Preoperative anxiety levels in obstetric patients receiving spinal anaesthesia: Does an information booklet reduce anxiety and improve quality of anaesthesia?
Machaya, Tatenda Belinda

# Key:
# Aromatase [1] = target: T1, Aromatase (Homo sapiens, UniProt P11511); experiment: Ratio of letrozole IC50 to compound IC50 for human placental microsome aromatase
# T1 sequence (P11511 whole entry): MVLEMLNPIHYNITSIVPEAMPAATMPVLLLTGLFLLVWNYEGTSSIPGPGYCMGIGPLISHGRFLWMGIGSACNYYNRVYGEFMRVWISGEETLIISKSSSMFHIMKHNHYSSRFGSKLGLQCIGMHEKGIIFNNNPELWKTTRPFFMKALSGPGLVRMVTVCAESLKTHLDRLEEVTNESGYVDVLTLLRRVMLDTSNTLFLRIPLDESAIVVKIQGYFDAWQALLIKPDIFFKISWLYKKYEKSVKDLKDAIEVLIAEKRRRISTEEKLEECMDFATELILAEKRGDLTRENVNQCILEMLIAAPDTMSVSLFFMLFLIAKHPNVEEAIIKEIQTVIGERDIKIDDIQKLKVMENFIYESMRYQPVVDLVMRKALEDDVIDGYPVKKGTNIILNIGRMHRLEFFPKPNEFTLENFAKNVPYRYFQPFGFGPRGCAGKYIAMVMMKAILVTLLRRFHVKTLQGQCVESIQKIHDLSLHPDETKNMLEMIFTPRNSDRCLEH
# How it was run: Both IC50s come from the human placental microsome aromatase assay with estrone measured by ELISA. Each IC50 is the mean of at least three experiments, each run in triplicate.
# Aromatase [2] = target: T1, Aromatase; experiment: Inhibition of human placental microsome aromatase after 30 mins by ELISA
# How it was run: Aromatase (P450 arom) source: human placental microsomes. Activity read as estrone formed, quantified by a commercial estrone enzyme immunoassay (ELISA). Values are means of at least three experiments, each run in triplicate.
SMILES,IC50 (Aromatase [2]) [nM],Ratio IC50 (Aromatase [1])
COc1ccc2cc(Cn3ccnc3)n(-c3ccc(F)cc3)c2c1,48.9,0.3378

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OBJECTIVE: To look at levels of preoperative anxiety in patients who are to have caesarian section under spinal anaesthesia and determine if availing an information booklet to the patients would reduce anxiety. MATERIALS AND METHODS: One hundred and twenty patients were included on baseline assessment of anxiety. The anxiety was evaluated using the Amsterdam Preoperative Anxiety and Information Scale (APAIS) and the Shona version of it was validated. Patients randomly selected into group A received the information booklet the day before surgery while those in group B did not. Anxiety was reassessed on the day of surgery. The day after surgery a survey of the patients’ satisfaction with the spinal anaesthesia was done. RESULTS: Three patients out of the 120 were lost to follow-up for unforeseen reasons. Baseline anxiety assessment showed that 38 out of 60 patients in group A and 45 out of 60 patients in group B were anxious and this was statistically significant (p=0.000). There was an increase in the number of anxious patients in groups A and B on the day of surgery from 38 to 43 and from 45 to 48 respectively. This increase however was not statistically significant (p=0.1307 group A, p=0.1500 group B). Regarding need for information, those with none or little need for information were 42.7% (p=0.099), average need for information 18.8% (p=0.031) and with high need for information 38.5% (p=0.001). Regarding the relationship between anxiety and need for information there was a positive correlation for both group A and B(r=0.638, p=0.000 and r=0.797, p=0.000 respectively). One hundred and eleven (94.9%) of patients were satisfied with the spinal anaesthesia and 110(94.0%) were willing to have it if they were to have subsequent caesarian section. CONCLUSION: There was preoperative anxiety in patients scheduled for caesarian section. The information booklet did not reduce anxiety. The high need for information was significant in the group that did not have access to the booklet. Patients were however satisfied with spinal anaesthesia.
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